For more information about eggs in Israel, check out Aliyah tip #1: Understanding eggs (2015 update)

Comments?

Important: Buying eggs on Pesach

While perusing different forums I see that there is a lot of misinformation being promulgated about eggs on Pesach.  Here is what you need to know:

  1. The dye that is used to stamp eggs on Pesach is KLP.
  2. Eggs have to be stamped on Pesach in exactly the same manner as throughout the year.  Eggs without a stamp on them are ILLEGALLY PRODUCED OR IMPORTED EGGS and should not be purchased.  Report all unstamped eggs to the Ministry of Health at *5400.
  3. Make sure the eggs you purchase are from someone licensed to do so- last year the eggs pictured below were smuggled in from Hebron with “KLP” stamps:

    Source: Kol Chai

  4. Tnuva put out a statement regarding their KLP eggs.  The following is a condensed translation:

“For many years people have been strict in not purchasing eggs that have been stamped because of the suspicion that there may be chametz in the dye used to stamp the eggs.  Unscrupulous people take advantage of this stricture and sell unstamped eggs that have not been supervised by the authorities and may be a risk to public health in addition to being against the law.

Because of this, Tnuva with cooperation of the Badatz Eidah Charedit has spent considerable effort and money to procure a dye that has no suspicion of chametz in it.  All eggs produced by Tnuva at this time are using this dye and are stamped כ. פסח.  This year mashgichim from Badatz Eidah Charedit have supervised this process and these eggs are sold with a special permit that states that the dye used is without chametz.

An interesting point to note is that the chemical of concern in the dye is an alcohol, which evaporates immediately when the egg is stamped and is therefore not present when the eggs are consumed.”

For more general information about purchasing eggs in Israel such as storage temperature, washing of eggs and more, check out my previous post Aliyah tip #1- understanding eggs.

Good news for vegans!

Tivall has just introduced a new symbol on their packages to help distinguish which products are vegan and which products are vegetarian.  Look for the Vegan Friendly symbol on the package to know what to buy.  Last year Tivall was sued in court because they say that their products are vegetarian (“מין הצומח”) but some have eggs in them.  Although the eggs were clearly labeled in the ingredients, eggs cannot be qualified as “from vegetables”.  This is Tivall’s response to the legislation.

Pesach deals at Rami Levy- ENDS TODAY 9 Feb 2015

I finally got my Rami Levy credit card in the mail this week with some pretty awesome coupons so I decided to break it in and  do some Purim shopping.  These are the coupons I received- how about you?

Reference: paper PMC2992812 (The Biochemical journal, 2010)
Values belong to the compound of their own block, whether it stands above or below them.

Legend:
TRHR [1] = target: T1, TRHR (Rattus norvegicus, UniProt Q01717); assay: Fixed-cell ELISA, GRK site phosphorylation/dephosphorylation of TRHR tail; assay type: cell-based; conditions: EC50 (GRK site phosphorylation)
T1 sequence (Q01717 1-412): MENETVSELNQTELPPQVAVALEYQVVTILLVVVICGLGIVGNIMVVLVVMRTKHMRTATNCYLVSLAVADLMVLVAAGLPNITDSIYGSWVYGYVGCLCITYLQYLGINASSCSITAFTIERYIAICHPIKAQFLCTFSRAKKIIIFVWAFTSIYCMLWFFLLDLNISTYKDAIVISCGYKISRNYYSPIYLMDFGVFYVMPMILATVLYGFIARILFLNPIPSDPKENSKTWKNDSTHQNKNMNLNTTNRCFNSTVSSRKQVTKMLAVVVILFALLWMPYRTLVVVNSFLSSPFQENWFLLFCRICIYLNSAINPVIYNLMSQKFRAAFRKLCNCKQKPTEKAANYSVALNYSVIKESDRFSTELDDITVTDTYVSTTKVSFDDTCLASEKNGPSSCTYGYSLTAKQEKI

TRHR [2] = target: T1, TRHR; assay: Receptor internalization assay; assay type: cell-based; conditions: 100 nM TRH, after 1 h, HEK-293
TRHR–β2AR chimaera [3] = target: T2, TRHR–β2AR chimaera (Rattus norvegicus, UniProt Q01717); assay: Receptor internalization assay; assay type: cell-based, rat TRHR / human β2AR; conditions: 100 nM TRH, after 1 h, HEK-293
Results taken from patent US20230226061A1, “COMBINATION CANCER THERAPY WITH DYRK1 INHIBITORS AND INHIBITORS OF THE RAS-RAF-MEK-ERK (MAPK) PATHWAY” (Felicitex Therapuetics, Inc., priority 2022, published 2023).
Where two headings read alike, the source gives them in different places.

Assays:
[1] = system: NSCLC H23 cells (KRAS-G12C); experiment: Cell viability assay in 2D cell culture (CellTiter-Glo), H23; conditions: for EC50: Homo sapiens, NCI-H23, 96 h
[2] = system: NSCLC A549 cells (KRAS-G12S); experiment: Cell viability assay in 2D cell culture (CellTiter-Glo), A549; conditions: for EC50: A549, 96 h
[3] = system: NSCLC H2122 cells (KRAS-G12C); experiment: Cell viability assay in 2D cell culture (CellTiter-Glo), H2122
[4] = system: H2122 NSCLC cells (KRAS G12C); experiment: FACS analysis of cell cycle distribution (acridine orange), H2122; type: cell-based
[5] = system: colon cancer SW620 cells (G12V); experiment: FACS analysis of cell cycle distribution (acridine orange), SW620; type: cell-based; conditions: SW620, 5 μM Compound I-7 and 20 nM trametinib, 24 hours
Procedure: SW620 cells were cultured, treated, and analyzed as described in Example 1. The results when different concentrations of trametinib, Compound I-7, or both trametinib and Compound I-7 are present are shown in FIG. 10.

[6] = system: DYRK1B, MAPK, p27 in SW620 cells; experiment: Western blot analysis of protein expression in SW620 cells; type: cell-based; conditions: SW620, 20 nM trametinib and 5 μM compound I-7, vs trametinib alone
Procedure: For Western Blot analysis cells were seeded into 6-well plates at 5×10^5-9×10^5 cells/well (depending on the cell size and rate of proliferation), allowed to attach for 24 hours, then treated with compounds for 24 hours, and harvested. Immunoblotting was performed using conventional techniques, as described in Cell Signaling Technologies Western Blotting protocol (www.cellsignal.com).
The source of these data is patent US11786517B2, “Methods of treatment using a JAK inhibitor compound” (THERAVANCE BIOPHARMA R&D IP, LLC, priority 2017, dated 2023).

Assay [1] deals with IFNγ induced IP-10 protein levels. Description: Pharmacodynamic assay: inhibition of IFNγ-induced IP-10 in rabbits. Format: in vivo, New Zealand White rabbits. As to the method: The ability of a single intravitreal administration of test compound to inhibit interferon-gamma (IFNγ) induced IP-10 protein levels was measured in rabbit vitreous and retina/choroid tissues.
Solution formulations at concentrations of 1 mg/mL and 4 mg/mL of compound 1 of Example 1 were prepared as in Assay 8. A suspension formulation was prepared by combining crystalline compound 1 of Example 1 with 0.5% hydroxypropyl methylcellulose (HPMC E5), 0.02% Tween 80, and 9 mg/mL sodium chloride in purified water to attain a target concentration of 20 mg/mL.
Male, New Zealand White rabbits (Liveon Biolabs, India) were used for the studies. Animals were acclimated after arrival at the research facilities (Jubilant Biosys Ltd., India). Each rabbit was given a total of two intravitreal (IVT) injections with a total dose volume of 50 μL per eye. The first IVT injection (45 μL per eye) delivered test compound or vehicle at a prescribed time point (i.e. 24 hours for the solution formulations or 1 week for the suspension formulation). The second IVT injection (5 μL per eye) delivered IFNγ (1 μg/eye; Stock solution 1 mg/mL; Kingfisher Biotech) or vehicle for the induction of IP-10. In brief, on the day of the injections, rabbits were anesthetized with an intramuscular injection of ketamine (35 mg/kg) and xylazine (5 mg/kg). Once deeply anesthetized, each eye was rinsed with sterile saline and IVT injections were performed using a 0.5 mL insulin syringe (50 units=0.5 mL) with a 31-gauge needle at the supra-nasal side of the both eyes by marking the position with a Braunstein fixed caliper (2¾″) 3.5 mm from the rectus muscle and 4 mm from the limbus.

IMG_3988

While I was in the store, I did notice some attractive products for Purim (8 Elite chocolate bars for 32 shekels for example), what really got me excited was their sales on KLP products.

For example:

IMG_3990

IMG_3995

IMG_3989

IMG_3991

This product wasn’t on sale but I had a coupon for it from Rami Levy:

IMG_3992

This wasn’t on sale either but I noticed it already had a KLP label:

IMG_3993

This also wasn’t on sale but it reminds me to make an important point- if you are shopping for Pesach, make sure each product has KLP certification on it!  You don’t wan’t to put away a product for no reason.

IMG_3996

All of these products have no kitniyot.

So if you have some free time today, go to Rami Levy and get your Pesach shopping started!

Milkys found not to have real chocolate

Two class action lawsuits have been settled today against Strauss, stating that they cannot label Milky as “chocolate” if the ingredients do not include chocolate as defined by Israeli Standard 36.

According to Israeli Standard 1145, if the name of a food “shows off”a certain ingredient or if there is a picture of that ingredient, the manufacturer must list the percentage of that ingredient in the list of ingredients.  In addition, the Standard says that the name of a food must be accurate and able to be proven.  Therefore only if there is chocolate as defined by the Israeli Standard in the ingredients can you write that the product has chocolate in it.  Otherwise you have to write “chocolate flavor-בטעם שוקולד”.

This is the current Milky label:

הכיתוב הישן. מילקי שוקולד (ובקטן: "בטעם שוקולד") (צילום: אדר טל)

(הכיתוב הישן. מילקי שוקולד (ובקטן: “בטעם שוקולד”) (צילום: אדר טל

 

As you can see, it does says b’taam shokolad, but only under the large words “Shokolad”.

This is the new label:

הכיתוב החדש: כיתוב עקבי: "בטעם שוקולד" (צילום: עידו ארז)